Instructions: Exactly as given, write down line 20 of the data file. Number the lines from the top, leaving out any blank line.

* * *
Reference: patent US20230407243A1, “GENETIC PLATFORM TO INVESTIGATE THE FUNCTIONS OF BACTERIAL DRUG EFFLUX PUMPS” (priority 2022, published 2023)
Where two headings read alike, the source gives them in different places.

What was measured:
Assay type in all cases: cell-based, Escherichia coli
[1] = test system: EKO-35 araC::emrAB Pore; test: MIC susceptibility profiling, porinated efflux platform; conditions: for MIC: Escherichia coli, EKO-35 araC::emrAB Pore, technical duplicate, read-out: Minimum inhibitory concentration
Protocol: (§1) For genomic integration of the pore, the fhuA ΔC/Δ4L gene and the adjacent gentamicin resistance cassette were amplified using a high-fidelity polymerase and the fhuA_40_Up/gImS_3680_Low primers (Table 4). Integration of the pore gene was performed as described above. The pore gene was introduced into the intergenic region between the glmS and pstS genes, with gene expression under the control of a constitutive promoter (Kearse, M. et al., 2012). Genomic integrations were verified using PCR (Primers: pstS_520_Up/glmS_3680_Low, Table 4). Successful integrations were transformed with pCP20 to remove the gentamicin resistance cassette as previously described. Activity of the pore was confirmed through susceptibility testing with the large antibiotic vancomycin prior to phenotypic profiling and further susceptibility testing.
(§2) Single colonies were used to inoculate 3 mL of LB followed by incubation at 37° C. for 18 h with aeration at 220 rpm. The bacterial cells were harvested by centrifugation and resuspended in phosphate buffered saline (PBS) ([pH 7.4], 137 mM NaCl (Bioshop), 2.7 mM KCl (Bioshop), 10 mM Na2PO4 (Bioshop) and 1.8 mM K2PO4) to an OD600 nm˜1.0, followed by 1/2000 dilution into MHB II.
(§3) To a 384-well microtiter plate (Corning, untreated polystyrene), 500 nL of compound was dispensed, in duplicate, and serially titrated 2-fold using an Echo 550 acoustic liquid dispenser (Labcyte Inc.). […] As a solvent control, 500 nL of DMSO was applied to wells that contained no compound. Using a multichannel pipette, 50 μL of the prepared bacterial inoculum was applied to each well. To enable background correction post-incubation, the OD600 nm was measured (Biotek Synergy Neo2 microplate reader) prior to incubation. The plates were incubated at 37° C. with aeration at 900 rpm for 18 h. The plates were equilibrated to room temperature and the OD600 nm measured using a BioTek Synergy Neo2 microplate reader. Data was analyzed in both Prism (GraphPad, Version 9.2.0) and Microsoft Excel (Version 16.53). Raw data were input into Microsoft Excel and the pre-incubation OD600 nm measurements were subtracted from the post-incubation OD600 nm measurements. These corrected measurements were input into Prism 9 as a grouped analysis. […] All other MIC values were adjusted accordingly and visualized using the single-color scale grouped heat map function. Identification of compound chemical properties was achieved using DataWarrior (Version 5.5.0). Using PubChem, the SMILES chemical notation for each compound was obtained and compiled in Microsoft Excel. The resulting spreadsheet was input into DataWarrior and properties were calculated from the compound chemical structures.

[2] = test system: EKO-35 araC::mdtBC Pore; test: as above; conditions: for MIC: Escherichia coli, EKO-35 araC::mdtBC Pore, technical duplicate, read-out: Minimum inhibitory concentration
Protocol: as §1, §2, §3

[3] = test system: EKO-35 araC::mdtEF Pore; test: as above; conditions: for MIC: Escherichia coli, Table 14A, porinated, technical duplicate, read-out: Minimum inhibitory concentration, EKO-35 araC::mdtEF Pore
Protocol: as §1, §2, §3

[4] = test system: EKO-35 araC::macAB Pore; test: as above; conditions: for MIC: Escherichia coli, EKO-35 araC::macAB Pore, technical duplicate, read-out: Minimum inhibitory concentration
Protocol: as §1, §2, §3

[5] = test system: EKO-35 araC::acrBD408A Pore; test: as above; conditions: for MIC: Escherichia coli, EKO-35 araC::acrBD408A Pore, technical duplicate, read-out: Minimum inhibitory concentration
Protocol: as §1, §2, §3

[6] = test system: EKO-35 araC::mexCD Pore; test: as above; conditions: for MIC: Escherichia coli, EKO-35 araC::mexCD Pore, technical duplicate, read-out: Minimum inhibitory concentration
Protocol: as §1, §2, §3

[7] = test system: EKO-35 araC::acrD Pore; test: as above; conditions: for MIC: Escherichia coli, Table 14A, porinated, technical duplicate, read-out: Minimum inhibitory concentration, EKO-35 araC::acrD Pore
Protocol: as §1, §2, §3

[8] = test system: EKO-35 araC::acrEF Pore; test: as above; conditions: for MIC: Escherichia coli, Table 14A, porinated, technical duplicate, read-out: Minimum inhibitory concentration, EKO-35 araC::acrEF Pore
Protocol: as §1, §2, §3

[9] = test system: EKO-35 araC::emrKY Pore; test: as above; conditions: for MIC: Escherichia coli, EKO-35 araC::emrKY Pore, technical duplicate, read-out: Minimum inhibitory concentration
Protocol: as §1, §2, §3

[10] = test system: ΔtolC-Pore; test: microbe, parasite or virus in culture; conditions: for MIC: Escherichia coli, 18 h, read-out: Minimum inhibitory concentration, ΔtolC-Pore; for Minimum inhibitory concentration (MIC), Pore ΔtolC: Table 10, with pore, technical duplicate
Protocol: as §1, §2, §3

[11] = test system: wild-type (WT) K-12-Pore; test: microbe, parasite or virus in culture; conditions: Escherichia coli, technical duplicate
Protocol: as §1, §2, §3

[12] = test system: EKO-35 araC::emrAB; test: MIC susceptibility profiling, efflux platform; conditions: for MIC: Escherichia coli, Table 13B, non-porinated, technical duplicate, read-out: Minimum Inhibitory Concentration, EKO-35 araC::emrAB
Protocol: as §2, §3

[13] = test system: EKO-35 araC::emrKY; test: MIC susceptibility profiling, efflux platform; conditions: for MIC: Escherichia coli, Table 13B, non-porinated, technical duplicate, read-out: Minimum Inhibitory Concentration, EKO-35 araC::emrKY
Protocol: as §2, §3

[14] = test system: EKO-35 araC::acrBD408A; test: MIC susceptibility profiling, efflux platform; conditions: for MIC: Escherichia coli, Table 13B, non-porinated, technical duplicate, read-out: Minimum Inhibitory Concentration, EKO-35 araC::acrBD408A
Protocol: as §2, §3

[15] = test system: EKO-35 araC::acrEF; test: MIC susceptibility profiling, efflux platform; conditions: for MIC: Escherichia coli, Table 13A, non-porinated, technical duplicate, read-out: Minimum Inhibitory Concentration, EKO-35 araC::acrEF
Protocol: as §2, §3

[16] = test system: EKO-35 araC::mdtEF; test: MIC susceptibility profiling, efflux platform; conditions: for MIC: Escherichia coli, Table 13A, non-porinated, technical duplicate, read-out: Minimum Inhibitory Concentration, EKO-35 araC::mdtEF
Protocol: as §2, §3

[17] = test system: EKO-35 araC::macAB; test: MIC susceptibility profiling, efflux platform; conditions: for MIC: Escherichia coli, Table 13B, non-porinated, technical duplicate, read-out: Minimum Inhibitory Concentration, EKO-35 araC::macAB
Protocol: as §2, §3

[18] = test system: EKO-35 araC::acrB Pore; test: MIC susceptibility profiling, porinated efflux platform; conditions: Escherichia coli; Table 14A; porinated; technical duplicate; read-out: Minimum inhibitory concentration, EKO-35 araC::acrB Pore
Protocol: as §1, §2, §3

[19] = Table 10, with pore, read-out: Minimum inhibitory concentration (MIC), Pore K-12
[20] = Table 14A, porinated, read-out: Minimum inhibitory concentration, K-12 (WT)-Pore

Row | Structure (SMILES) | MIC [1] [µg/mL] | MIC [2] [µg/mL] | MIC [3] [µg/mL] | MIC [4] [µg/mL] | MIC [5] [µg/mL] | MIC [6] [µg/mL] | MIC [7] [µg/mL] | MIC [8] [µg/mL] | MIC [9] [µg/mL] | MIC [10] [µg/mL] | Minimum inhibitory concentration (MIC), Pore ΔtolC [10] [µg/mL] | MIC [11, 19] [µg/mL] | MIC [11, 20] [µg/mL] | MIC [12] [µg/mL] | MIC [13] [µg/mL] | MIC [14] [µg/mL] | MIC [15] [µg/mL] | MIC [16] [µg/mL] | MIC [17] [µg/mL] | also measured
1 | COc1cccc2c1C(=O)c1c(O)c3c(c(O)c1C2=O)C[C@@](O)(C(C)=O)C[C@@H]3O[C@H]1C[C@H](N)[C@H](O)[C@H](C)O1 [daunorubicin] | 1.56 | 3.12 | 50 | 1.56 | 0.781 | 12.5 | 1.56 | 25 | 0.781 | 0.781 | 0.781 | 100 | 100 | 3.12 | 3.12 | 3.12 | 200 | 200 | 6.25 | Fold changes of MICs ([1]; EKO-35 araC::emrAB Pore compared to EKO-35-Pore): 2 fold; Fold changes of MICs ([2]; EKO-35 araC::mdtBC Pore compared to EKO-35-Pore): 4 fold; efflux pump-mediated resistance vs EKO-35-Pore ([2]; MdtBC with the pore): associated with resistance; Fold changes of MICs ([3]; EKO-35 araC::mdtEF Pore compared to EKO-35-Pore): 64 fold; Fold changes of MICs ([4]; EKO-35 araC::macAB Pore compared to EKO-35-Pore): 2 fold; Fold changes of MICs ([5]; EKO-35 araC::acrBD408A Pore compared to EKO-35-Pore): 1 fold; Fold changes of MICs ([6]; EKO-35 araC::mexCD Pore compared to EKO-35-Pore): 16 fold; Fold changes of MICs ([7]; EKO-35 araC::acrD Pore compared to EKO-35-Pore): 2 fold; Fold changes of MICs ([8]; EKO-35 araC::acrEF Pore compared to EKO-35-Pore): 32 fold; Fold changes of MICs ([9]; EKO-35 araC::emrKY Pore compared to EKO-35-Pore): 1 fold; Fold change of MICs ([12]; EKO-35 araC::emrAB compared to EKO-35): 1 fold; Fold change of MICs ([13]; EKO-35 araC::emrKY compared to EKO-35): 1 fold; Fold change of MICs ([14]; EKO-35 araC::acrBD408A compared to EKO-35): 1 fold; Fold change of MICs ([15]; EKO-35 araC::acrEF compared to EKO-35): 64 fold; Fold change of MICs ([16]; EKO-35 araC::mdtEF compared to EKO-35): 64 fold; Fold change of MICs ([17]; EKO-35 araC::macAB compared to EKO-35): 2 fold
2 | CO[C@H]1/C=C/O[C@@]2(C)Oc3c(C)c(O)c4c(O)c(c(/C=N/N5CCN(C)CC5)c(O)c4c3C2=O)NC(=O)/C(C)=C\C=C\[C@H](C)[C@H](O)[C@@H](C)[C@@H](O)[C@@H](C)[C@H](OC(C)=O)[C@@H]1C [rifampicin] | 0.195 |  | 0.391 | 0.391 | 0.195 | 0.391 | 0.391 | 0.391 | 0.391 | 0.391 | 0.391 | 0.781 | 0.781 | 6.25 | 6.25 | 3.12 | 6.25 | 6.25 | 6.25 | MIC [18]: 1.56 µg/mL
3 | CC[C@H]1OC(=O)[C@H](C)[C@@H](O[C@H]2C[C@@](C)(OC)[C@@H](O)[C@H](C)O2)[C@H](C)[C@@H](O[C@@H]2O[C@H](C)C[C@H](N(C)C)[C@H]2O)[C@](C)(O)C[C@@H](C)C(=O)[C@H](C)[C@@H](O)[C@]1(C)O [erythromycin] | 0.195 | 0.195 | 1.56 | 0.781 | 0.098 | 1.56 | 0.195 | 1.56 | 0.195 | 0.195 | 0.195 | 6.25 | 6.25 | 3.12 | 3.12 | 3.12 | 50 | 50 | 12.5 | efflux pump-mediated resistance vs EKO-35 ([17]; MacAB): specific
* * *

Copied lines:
Protocol: as §1, §2, §3